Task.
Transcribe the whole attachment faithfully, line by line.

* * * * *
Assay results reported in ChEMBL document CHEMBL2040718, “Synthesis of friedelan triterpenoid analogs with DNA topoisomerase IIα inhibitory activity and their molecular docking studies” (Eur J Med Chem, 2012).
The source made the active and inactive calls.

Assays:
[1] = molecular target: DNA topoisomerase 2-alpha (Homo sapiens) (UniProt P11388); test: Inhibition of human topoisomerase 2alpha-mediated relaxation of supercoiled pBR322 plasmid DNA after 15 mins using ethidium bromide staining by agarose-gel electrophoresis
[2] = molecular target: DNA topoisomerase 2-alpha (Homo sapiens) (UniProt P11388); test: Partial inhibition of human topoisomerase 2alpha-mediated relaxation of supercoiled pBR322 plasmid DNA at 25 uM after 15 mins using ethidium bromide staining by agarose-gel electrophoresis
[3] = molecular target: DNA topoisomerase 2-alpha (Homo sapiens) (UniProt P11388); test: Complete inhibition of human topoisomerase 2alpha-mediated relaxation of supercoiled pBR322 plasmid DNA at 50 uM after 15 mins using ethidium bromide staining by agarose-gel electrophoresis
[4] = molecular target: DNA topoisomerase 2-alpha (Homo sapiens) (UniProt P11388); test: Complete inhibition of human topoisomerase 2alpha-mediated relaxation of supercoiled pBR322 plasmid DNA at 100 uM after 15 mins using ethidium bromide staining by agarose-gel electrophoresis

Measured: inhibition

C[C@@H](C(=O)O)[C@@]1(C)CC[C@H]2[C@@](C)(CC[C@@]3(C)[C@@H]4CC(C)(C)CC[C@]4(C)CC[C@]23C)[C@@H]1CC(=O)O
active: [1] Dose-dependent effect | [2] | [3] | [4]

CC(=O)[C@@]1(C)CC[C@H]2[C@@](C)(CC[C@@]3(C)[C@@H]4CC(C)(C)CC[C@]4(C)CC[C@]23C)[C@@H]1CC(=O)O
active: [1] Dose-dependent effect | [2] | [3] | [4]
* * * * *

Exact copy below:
Assay results reported in ChEMBL document CHEMBL2040718, “Synthesis of friedelan triterpenoid analogs with DNA topoisomerase IIα inhibitory activity and their molecular docking studies” (Eur J Med Chem, 2012).
The source made the active and inactive calls.

Assays:
[1] = molecular target: DNA topoisomerase 2-alpha (Homo sapiens) (UniProt P11388); test: Inhibition of human topoisomerase 2alpha-mediated relaxation of supercoiled pBR322 plasmid DNA after 15 mins using ethidium bromide staining by agarose-gel electrophoresis
[2] = molecular target: DNA topoisomerase 2-alpha (Homo sapiens) (UniProt P11388); test: Partial inhibition of human topoisomerase 2alpha-mediated relaxation of supercoiled pBR322 plasmid DNA at 25 uM after 15 mins using ethidium bromide staining by agarose-gel electrophoresis
[3] = molecular target: DNA topoisomerase 2-alpha (Homo sapiens) (UniProt P11388); test: Complete inhibition of human topoisomerase 2alpha-mediated relaxation of supercoiled pBR322 plasmid DNA at 50 uM after 15 mins using ethidium bromide staining by agarose-gel electrophoresis
[4] = molecular target: DNA topoisomerase 2-alpha (Homo sapiens) (UniProt P11388); test: Complete inhibition of human topoisomerase 2alpha-mediated relaxation of supercoiled pBR322 plasmid DNA at 100 uM after 15 mins using ethidium bromide staining by agarose-gel electrophoresis

Measured: inhibition

C[C@@H](C(=O)O)[C@@]1(C)CC[C@H]2[C@@](C)(CC[C@@]3(C)[C@@H]4CC(C)(C)CC[C@]4(C)CC[C@]23C)[C@@H]1CC(=O)O
active: [1] Dose-dependent effect | [2] | [3] | [4]

CC(=O)[C@@]1(C)CC[C@H]2[C@@](C)(CC[C@@]3(C)[C@@H]4CC(C)(C)CC[C@]4(C)CC[C@]23C)[C@@H]1CC(=O)O
active: [1] Dose-dependent effect | [2] | [3] | [4]